Leaving the plains (where it never rained!) we rose up into Grazalema National Park, and found these Giant Orchids, Himantoglossum robertianum  in bloom....
just after spotting these Iberian Ibex, Capra pyrenaica, lounging on the high cliffs.





Above, a rare Ronda goat cheese bought in a very Spanish restaurant (Venta La Vega) 15 minutes to the west of Ronda.


Back to Nerja, and a visit to Las Cuevas de Nerja, the huge, beautiful and colourful location of some of Europe's oldest cave drawings. It is now estimated these caves have housed our ancestors for 40,000 years.







After the Cuevas, the neighbouring Jardin Botanico contained hundreds of native Mediterranean plants, including the Gum Rockrose or Labdanum, Cistus ladanifer, above.
Oh yeah, recall I previously mentioned the Grey Wagtail, Motacilla cinerea. I found this male in the Rio Chillar, on the west side of Nerja.The black bib is a key field mark during breeding season.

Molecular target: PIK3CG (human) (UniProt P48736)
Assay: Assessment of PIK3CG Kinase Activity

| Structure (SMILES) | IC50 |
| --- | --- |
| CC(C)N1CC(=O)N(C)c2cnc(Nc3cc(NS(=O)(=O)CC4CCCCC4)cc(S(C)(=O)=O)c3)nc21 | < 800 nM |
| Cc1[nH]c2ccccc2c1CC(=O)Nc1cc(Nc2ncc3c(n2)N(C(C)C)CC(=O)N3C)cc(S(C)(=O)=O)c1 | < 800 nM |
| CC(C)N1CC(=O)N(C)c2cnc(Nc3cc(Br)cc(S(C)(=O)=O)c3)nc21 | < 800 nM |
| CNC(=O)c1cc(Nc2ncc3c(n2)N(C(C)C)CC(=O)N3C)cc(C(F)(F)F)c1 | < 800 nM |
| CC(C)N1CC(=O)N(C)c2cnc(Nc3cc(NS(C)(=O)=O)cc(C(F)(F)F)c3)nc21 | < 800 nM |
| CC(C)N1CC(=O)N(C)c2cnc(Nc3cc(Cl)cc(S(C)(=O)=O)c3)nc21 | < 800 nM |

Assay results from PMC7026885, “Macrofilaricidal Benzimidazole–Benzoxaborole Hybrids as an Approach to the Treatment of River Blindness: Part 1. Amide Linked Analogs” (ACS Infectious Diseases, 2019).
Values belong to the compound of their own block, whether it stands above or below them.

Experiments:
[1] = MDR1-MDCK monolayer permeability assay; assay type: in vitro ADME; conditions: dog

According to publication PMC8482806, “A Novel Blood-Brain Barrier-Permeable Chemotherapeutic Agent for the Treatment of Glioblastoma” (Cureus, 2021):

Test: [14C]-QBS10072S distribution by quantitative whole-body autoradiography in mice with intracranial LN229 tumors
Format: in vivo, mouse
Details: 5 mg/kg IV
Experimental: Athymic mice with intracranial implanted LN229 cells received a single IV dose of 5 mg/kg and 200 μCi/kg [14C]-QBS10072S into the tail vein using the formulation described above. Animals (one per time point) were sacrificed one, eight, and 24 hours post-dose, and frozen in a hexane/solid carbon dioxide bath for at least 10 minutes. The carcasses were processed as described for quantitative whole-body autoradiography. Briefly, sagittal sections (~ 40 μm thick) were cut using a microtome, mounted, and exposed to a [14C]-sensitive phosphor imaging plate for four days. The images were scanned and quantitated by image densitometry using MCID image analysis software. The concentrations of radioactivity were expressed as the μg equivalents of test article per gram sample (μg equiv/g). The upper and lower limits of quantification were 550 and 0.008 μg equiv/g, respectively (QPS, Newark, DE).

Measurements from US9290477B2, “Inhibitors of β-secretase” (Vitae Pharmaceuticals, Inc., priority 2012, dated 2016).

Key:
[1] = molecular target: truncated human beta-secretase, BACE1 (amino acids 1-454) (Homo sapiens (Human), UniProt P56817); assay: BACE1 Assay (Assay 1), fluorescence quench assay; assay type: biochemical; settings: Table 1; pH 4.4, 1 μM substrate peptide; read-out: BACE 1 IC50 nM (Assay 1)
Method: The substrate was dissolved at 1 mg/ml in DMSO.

With Jan (in the rose jacket) and our son Thomas (the tall person on her right) visited Granada. We stopped in Granada's oldest neighbourhood, Albaicín, at night. Pictured below from Albaicin, the illuminated Alhambra. We  then proceeded to Sacromonte, where Flamenco is performed in caves in which this art form has been practiced for over 500 years. The origin of Flamenco, as in Sevilla, relates to the forced conversions of Muslims and Jews following 1492.

Oh yeah, the Alhambra, above. And the Chapel outside the Granada Cathedral that contains the remains and memorial of Ferdinand and Isabella, as well as other Spanish royalty of the 16th century. Note my, "thumbs down" opinion on their policies!  I can confirm they are still dead, that is, their coffins are still in the crypt.


 Back in Nerja, we enjoyed the swirling colour of Carnaval, below.





I leave you with a view of flowers with the mountains of the Sierra Tejeda in the background (the view from our patio is similar), and also, on our patio, a Trumpet Flower or Angel's Trumpet, Brugmansia arborea,  brightens the view during our noon time meals.